Fall Notes

Fall is traditionally my favorite season. Its crisp leaves and cool air combine to make it a time I want to linger on indefinitely. This one is half-gone and I’ve kind of missed it.

At least that’s what I thought before I took a look back.

I haven’t missed anything. There’s been life and learning, grace and every kind of good gift. I just needed to turn around and open my eyes. A regular recounting of the gifts and graces, the lessons and the stuff of life keeps me a little more light-hearted and grateful than when I move through life on autopilot.

A quick look back often clears the way for good forward movement. Care to join me? (I’d love to hear what you see.)

Gifts and Graces:
  • Long evenings. Because candles.
  • Wood heat. Because the ambiance of fire.
  • Daylight savings. Sunlight in the morning—or lack thereof—impacts the whole day.
  • Fleece sheets. They instantly transform the bed from a place I have to warm up to one that warms me.
  • Grace, both from God and from people.
  • Boots. The pretty kind.
  • Boots. The warm kind.
  • Doctors, dentists, emergency rooms and insurance. Between the concussions, weird stomach ailments, and sudden jaw displacement we’ve experienced this fall, I am grateful—again—for the many means God uses to heal us.
  • Farmers and the work they do that produces the food that ends up on my table every day.
Learning:
  • Those things that stress me out? Generally, they resolve themselves within a month. It’s true. I’ve been using Lara Casey’s Power Sheets for the past couple of years to set my goals and fine tune the actions steps. (And, incidentally, making more progress on them than I have in the past.) One step in the process is to make a quick list of all the stressors, worries, and concerns that are taking up brain space. Recently, I realized that the list was completely different every time. All those things that felt like they might be the end of me had come to some kind of resolution over the course of a month. Seeing this on paper has helped me take a better perspective on them and made them sit a little less heavily on my shoulders.
  • The only way to keep a fire going is through regular attention. Like a person, a relationship, a project, or a practice that we want to grow and thrive, it needs to be encouraged and fed.
  • People in the Christian writing community are generous. I attended my first writers’ conference in fifteen years at the end of September. The people I met have been helpful and encouraging in all kinds of ways that I would never have expected.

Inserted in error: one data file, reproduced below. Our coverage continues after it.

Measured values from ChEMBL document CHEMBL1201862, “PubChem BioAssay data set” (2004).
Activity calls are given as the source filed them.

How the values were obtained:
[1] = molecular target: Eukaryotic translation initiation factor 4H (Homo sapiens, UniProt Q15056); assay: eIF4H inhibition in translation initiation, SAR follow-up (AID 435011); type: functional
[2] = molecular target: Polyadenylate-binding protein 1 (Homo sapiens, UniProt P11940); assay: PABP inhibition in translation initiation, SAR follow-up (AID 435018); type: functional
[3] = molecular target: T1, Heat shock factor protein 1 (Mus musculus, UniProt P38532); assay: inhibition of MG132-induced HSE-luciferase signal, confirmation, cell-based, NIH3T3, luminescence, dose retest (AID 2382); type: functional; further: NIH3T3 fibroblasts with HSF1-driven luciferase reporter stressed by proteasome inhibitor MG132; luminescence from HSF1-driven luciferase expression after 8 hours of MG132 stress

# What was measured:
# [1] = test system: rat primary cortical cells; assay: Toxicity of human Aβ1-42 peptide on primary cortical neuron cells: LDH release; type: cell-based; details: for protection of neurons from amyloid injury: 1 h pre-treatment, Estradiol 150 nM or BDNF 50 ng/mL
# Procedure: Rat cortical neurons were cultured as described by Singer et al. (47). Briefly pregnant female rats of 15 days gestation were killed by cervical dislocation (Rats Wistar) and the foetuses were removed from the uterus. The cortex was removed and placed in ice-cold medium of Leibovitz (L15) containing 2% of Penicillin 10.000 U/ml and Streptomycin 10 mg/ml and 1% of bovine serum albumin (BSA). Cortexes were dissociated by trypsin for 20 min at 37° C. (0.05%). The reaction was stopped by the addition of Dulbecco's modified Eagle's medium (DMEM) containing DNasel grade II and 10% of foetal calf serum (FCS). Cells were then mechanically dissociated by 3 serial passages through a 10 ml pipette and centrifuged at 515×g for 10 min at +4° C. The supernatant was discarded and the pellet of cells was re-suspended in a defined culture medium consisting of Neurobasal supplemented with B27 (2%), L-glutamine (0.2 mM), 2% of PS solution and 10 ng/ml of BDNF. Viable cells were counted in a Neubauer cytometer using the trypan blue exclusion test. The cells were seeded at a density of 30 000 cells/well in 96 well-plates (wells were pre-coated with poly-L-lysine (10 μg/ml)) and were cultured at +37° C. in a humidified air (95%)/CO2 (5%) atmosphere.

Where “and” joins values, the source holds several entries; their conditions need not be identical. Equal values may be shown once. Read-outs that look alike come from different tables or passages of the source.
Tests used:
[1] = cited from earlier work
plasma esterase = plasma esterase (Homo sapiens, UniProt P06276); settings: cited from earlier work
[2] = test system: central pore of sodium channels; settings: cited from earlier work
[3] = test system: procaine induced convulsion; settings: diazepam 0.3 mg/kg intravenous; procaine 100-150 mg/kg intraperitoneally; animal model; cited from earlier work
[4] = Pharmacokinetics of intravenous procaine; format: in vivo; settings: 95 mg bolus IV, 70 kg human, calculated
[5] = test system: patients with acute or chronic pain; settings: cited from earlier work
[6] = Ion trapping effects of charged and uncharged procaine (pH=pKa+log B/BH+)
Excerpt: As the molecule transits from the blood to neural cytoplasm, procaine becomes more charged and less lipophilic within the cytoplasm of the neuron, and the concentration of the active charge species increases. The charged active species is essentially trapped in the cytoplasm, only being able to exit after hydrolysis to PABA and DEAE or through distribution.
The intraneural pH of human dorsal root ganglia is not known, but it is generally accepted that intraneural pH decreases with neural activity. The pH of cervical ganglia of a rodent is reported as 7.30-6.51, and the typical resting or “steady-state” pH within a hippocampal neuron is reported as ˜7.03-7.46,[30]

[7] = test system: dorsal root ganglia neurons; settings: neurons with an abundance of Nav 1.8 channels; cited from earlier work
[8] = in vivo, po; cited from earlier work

• I am not a Charles Dickens fan. When I read David Copperfield, I thought it was just me, that I didn’t have the emotional fortitude for Dickens and the depressing lives of so many of his characters–especially poor David. When I forced my way through A Tale of Two Cities this fall, I acknowledged the truth: I don’t like Dickens. If I hadn’t wanted to read that particular book so badly, I would have quit. I persevered and am glad both to have done it and have it done. (To my Dickens-loving friends, I’m sorry. I feel a bit like a failure, but I’ll be putting my reading time in other places.)
Liking:
  • Living the Season Well: Reclaiming Christmas, by Jody Collins. Jody’s book is an encouragement to bring our Christmas seasons back from the brink of chaos through a shift of mind and heart. An evangelical who’s benefitted from learning about the church year and the liturgy surrounding the Christmas season, Jody provides a little education along with practical advice to take steps to reclaim Christmas, one small step at a time.
  • Tresta Payne. Something about her voice, her perspective, her earnest faith makes me wish we could chat. She’s currently my favorite writer on the internet.
Listening:

Show tunes. Lots of show tunes. My girls have discovered musicals and now the soundtrack of our life is a medley of Newsies!, Hello Dolly, The King and I, Les Miserables, Phantom of the Opera and a variety of others. Up next: Christmas music.

Looking:

Scripts, flames, and fairy lights. It’s the season for choosing the spring play, fire in the wood burner, and the companionable glow of white lights in my small, indoor forest.

Again, if you’d like to join me in recounting of the gifts and graces, the lessons and the stuff of life, I’d love to hear from you, either in the comments or via email. (And I’m really a better emailer than commenter, so don’t be shy. Use the contact tab on the navigation bar or the mail icon in the top right corner.)

 

Joining Emily P. Freeman and lots of other writers from around the web to share what we learned last fall.